Good mental health is not feeling good all of the time; it is feeling appropriate to the situations we are facing.
Emotions are neither “good” nor “bad”. For us to be healthy human beings, we must experience the full range of human emotions. Therefore, our emotions exist on a Continuum that will either energize us or deplete our energy. We set ourselves up to struggle with our emotions when we judge our emotions as “good” or “bad”. We learned to judge our emotions as a moral struggle (good verses bad) from our caregivers in our developmental years. For most of us, our upbringing taught us through observation that our parents and caregivers reacted "favorably" when we laughed with joy or "unfavorably" when we expressed anger and frustration. These parental reactions, later reinforced by our social and spiritual-moral development, developed the foundations of boundary formation and appropriate social behaviors. As we grew older, we further reinforced the moralist good verses bad emotions through mainstream television, advertising, and social norms.
The mental health field offers a fascinating example reinforcing the concepts of "bad emotions". Anti-depressants, anti-anxiety, and sleeping medications dominate advertising budgets across the airwaves and in magazines promising relief from “bad” emotions. These judgments serve as self-fulfilling prophecies of "My emotions are bad; therefore, I there is something wrong with me."When we judge our emotions as “good” or “bad”, we create a situation where our self-view is affected. Should we carry a diagnosis of depression, we tend to think less of ourselves and possibly judge ourselves harshly. In reality, depression is the appropriate response when we experience a loss, such as a death of someone close to us, a lost pet, or a material change in our jobs or income earnings. Remember that good mental health is about feeling appropriately for the situation you are experiencing. While no one strives to be depressed, it is nonetheless vital to experience depression at appropriate times.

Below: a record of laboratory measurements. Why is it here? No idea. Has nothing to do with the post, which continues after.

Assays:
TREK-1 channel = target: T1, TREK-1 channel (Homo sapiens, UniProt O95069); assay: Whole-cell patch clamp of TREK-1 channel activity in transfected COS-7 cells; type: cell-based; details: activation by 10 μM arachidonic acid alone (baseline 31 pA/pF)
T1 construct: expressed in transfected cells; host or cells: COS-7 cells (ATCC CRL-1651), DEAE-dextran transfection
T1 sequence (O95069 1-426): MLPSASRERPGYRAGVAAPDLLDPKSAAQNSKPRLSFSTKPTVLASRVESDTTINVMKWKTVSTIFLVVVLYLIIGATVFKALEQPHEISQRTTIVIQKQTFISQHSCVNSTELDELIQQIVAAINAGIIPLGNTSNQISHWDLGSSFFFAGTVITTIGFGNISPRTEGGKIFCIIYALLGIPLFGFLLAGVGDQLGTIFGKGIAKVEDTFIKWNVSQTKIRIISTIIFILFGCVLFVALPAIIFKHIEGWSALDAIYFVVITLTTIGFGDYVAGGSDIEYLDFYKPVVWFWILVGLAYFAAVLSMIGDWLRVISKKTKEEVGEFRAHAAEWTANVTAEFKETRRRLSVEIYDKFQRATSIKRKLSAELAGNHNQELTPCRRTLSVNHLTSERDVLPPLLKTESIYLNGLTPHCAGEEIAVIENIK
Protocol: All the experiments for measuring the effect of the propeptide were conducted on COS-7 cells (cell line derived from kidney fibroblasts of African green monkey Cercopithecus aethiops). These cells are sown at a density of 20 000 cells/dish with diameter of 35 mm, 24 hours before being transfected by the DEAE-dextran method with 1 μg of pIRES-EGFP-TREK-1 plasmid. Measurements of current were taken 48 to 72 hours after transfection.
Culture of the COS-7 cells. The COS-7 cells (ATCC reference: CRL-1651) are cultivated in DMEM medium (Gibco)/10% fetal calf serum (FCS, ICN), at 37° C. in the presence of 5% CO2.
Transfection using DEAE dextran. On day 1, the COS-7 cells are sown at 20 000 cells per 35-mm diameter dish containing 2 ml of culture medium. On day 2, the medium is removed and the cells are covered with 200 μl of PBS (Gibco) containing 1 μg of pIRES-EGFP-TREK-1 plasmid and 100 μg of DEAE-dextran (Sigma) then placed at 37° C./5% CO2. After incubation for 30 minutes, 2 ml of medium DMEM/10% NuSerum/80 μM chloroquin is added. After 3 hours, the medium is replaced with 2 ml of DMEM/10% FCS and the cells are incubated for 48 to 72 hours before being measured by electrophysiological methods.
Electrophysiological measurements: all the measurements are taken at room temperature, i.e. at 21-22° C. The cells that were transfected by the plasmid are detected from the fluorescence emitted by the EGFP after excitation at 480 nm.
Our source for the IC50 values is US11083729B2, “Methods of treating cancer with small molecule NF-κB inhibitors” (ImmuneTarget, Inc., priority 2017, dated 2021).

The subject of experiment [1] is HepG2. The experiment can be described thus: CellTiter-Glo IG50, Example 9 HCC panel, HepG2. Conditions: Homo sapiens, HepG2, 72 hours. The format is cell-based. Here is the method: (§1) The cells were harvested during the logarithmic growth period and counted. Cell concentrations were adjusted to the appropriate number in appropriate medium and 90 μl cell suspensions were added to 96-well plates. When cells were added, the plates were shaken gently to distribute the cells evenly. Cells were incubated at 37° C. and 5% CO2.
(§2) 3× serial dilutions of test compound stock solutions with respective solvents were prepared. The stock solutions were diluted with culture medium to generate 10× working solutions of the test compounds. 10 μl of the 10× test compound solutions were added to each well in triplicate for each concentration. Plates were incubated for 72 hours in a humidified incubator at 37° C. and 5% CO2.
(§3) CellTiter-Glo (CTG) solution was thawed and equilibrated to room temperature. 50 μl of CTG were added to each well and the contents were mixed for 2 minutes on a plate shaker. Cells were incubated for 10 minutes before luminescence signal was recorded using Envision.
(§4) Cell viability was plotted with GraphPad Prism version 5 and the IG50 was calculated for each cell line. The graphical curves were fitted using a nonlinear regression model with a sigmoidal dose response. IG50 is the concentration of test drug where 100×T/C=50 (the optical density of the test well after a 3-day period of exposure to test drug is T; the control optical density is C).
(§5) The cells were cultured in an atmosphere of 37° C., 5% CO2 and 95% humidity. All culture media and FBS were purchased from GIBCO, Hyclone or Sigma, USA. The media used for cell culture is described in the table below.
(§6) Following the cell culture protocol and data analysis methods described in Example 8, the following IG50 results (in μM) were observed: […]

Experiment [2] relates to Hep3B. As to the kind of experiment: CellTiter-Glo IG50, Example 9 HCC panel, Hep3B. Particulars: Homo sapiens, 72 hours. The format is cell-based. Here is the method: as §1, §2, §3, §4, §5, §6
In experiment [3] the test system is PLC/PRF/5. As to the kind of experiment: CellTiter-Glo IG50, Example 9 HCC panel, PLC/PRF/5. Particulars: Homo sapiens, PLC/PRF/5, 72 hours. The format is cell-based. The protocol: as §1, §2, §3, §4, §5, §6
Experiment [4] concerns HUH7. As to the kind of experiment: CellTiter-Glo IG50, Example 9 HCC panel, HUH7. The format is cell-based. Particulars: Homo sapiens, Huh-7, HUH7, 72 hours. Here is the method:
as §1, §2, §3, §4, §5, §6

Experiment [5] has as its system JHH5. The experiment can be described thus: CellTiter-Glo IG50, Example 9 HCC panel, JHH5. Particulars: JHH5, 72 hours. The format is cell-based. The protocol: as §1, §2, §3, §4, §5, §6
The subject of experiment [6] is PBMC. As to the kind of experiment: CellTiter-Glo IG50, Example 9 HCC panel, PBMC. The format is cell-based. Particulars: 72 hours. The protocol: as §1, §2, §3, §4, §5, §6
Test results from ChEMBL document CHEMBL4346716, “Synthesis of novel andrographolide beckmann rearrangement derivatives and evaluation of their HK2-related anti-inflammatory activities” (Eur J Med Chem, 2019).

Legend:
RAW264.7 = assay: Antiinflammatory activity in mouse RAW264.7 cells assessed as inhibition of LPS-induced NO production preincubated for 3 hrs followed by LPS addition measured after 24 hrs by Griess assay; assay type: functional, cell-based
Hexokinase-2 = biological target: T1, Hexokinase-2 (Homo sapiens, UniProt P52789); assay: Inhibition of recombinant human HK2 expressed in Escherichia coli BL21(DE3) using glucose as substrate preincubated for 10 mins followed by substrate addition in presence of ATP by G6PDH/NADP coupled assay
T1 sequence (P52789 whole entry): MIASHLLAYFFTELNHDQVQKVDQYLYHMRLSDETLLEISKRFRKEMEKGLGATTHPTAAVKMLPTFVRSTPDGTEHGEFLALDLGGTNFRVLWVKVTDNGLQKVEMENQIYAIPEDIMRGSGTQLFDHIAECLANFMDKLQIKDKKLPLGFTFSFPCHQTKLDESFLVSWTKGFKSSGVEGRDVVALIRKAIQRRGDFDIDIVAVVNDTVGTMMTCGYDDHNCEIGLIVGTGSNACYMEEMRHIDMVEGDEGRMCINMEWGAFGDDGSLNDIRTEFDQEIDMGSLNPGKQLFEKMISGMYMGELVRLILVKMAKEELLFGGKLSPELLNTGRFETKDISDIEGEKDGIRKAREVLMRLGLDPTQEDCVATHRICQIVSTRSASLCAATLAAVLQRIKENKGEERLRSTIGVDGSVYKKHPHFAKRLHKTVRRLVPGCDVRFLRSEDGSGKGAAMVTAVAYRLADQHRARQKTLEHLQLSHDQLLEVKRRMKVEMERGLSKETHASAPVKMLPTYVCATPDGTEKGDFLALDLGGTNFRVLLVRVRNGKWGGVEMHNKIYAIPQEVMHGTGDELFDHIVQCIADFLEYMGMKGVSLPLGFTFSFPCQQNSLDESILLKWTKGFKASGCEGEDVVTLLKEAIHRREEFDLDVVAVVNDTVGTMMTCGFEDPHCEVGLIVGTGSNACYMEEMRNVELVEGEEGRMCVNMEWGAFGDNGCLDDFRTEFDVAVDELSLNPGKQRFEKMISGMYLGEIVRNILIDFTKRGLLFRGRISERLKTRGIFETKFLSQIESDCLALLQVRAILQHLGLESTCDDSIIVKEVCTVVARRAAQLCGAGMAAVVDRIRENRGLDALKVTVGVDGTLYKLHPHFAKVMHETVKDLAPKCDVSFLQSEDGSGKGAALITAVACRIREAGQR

CompassionA major expression of self-compassion is to evolve your beliefs (thinking) about emotions from that of judging to understanding. When you are experiencing any particular emotion, try not to judge what you are feelings as “good” or “bad”. Rather, try to understand what you are feeling and why you are feeling that way. Using our previous example of depression, look for the reasons why you are depressed as opposed to judging your depression as “bad”. If, for example, you lost your job for whatever reason, it is appropriate for you to experience depression as well as anxiety, anger, and frustration. If you are experiencing depression (and anxiety, anger, and frustration) over losing your job, you are exhibiting good mental health.
The Feeling Wheel
The Feeling Wheel© is a useful tool to identify your immediate feelings or your emotional state. Identifying your feelings and emotions is an excellent way of analyzing your emotional skills.
The Continuum of Emotions
|© Copyright 2005 by Christopher Cobb. Permission only.|